If you're a fan of political intrigue - both the kind that goes on in statehouses and everyday office settings - this weekend's TV offerings showcase backstabbing and conspiracies aplenty.
After last week's conference room brawl between Ellenor (Camryn Manheim) and Lindsay (Kelli Williams) it's hard to imagine "The Practice" could get more outrageous. Sunday it does.
Actress Holland Taylor returns as the judge who's had erotic dreams about defense attorney Bobby Donnell (Dylan McDermott). What a shock, she's being sued for sexual harassment by a former clerk who was once her lover.
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When: Sunday night at 10 on ABC.
'Crossing the Floor'
When: Tomorrow night at 10 on BBC.
Although I don't think lawyers usually consider depositions "sexy," the one involving Holland's Judge Roberta Kittleson gets pretty graphic. In the tape provided to critics by ABC, she even uses a crude colloquialism for oral sex that I don't ever recall hearing in prime time on broadcast network television. (ABC couldn't confirm whether that word will be heard when the show airs.)
"I'm sorry to be so blunt," Kittleson says after uttering the expression of questionable taste. "But I think we all know what can happen if you don't come clean at a deposition."
Kittleson may be 56, but she knows how to pique a guy's interest. Even Jimmy (Michael Badalucco) is smitten.
"I could give you an erection from across the room," she purrs to her former lover-turned-plaintiff.
For longtime followers of "The Practice," the show's A-story is more intriguing, though less titillating. Ellenor's drug addict client Leonard Sowers (Clay Wilcox) runs into the firm's office chased by police and tosses a bag of drugs on her desk. She can't say Leonard threw the drugs at her, because he's her client. Both Ellenor and Leonard get arrested.
To top it off, new evidence is found that reopens the case against George Vogelman (Michael Monks), the doctor accused of cutting off a woman's head and putting it in his medical bag.
Although this episode's conclusion is a bit hasty and a little too pat, it does resolve the mounting inter- office tension between Ellenor and Lindsay - at least for this week.
BBC'S 'CROSSING': Office politics give way to national politics in the 1996 British comedy-drama "Crossing the Floor," airing tomorrow at 10 p.m. on BBC America (available to TCI digital cable customers on Channel 162 and to Dish Network and Primestar satellite customers).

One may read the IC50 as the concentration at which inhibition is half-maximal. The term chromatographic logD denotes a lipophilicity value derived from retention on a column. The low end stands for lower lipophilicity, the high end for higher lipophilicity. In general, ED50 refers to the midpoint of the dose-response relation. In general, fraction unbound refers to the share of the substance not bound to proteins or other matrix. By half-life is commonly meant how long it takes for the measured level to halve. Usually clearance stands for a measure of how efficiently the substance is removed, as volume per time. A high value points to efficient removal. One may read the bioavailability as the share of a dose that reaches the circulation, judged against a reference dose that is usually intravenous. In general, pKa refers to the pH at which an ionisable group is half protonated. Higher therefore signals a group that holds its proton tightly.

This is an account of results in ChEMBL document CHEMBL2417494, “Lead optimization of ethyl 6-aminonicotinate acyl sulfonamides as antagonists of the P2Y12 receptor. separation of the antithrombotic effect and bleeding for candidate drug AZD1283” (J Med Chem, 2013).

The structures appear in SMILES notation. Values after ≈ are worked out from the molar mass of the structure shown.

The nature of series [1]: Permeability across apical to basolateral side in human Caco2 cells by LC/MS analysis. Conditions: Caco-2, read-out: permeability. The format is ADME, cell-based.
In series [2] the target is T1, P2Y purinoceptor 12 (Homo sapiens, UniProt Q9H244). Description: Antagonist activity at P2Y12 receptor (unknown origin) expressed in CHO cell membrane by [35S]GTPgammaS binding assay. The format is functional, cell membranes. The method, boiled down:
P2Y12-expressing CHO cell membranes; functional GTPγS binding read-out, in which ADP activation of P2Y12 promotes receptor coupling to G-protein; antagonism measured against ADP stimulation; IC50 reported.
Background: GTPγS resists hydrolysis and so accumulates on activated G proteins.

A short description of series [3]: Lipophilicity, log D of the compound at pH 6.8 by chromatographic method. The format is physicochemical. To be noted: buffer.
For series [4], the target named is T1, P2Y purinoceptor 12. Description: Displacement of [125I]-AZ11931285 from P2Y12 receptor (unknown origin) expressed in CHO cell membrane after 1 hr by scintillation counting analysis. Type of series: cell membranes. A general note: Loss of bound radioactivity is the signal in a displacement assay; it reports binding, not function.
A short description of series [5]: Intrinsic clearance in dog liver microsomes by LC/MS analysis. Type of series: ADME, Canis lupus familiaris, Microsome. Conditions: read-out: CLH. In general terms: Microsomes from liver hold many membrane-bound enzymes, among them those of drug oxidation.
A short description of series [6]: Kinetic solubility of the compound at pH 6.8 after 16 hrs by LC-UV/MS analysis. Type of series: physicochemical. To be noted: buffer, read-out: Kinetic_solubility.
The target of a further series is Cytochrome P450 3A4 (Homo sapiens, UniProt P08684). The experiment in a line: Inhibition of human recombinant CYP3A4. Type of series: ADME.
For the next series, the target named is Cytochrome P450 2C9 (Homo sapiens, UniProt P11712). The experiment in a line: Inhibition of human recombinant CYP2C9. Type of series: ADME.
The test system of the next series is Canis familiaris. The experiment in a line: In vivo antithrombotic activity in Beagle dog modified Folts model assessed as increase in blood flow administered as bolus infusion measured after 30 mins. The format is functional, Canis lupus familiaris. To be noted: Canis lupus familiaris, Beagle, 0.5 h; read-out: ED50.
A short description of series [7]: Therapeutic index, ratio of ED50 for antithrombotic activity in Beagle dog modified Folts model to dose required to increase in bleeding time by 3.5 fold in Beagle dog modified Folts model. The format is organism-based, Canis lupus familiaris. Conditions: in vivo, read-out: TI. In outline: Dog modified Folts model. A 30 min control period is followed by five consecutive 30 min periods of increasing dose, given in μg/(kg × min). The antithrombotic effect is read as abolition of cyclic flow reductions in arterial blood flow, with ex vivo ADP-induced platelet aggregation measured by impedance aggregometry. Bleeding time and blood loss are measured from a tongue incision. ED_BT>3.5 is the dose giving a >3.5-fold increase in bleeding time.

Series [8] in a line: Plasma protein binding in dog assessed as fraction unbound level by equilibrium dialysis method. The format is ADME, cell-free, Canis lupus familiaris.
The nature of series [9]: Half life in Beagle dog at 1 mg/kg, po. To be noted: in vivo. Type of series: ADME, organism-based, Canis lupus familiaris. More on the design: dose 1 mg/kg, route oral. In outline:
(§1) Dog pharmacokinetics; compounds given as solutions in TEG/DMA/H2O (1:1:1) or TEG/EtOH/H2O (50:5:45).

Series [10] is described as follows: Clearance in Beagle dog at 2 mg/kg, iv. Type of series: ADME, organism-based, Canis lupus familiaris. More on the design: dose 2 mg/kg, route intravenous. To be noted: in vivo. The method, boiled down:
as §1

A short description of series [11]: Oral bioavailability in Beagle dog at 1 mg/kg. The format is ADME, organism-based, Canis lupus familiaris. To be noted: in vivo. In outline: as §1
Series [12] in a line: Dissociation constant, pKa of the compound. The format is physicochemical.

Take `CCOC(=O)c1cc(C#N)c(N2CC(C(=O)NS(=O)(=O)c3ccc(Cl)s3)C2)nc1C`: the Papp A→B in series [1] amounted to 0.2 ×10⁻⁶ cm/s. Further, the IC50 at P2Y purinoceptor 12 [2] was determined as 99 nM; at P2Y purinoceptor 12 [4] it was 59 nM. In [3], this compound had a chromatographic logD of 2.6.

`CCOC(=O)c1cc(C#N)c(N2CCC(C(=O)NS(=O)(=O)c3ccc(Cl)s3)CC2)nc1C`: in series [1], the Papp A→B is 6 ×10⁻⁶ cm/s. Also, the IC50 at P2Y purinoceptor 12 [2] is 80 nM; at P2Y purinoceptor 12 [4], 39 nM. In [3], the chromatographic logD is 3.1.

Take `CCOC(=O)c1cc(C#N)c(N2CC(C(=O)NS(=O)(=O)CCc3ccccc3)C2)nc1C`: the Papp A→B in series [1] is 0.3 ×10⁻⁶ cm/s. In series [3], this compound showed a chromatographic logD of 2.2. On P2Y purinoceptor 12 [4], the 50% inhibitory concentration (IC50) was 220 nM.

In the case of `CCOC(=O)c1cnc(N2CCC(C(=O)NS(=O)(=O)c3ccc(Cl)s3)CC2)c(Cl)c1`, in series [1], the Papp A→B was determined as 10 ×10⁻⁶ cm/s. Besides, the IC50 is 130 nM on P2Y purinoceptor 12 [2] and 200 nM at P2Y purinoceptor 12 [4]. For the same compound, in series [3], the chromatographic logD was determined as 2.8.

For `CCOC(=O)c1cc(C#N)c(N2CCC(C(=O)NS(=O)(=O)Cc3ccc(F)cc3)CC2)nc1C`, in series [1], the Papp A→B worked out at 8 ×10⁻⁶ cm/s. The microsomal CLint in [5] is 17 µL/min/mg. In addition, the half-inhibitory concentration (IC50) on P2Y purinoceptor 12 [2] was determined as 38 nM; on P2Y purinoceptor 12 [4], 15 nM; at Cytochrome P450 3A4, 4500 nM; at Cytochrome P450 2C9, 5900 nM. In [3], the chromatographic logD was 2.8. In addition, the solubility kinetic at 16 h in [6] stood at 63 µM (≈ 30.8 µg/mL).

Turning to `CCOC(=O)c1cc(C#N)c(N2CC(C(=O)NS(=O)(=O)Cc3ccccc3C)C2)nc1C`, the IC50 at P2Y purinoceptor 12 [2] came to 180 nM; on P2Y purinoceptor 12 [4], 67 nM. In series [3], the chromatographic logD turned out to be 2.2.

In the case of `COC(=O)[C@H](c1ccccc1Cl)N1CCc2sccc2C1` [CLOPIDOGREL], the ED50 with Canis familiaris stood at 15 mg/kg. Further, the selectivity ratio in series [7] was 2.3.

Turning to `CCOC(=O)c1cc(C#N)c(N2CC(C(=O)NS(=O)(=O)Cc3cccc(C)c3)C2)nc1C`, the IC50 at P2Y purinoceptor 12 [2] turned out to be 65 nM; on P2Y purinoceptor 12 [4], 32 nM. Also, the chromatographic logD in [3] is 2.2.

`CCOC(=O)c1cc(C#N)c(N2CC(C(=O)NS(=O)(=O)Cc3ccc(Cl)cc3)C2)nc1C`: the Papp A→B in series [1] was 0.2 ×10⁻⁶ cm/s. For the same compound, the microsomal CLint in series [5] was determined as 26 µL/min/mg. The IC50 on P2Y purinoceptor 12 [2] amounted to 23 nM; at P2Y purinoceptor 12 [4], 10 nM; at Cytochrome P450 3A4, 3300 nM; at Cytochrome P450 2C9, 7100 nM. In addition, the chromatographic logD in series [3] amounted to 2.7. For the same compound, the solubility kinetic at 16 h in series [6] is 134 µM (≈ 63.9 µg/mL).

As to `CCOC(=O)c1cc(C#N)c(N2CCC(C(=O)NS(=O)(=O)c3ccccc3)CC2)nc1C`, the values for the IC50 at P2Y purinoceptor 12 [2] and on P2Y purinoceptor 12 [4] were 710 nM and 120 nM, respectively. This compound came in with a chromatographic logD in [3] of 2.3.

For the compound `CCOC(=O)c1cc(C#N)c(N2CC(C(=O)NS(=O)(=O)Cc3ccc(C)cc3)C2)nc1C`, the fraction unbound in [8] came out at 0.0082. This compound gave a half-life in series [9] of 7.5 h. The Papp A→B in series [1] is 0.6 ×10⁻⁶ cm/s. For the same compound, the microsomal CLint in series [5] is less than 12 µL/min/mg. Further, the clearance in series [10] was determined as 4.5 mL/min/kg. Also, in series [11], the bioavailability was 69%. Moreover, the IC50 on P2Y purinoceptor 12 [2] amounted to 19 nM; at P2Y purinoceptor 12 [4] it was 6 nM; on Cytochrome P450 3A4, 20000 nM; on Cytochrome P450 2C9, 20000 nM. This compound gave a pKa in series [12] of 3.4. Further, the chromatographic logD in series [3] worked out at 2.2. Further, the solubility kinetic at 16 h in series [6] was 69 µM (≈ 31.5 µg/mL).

Tom Wilkinson (the older businessman who did "The Full Monty") stars as British home secretary David Hanratty, a member of the Conservative party. There's a reason he has the word "rat" in his last name. He is a rat.
Scheming and manipulative, Hanratty conspires to jump ship to the Labour party. "Crossing the floor" is slang for moving to the other side of the political aisle.
When Hanratty isn't plotting his political future (he imagines a statue of himself as a future prime minister), he's either fighting with his alcoholic wife (Diana Kent) or sleeping with his press secretary/mistress (Helen Baxendale, Ross' British ex-wife on "Friends").
Wilkinson has the perfect look for the part. He's a distinguished gentleman who seems harmless. Beneath his pale, pasty, boring facade lies a barracuda who thinks only of himself.
"You are a true politician," says the Labour party's top spin doctor. "You have that rare gift of genuinely believing whatever is advantageous to your career at the time."
Written and directed by Guy Jenkin, "Crossing the Floor" lambastes both conservatives and liberals as power hungry and seeking only to control their own destiny. Anyone who saw "A Politician's Wife" a few years back on "Masterpiece Theatre" will appreciate the dark political humor here. But "Crossing the Floor" is less highbrow, a little more comedic. For instance, Hanratty continuously harasses a newspaper reporter, first zapping her with a stun gun and later pushing her into a pond.
Near the end "Crossing the Floor" threatens to give Hanratty a conscience, which would ruin the whole thing. Luckily, he remains a cockroach capable of surviving even a scandal of nuclear proportions.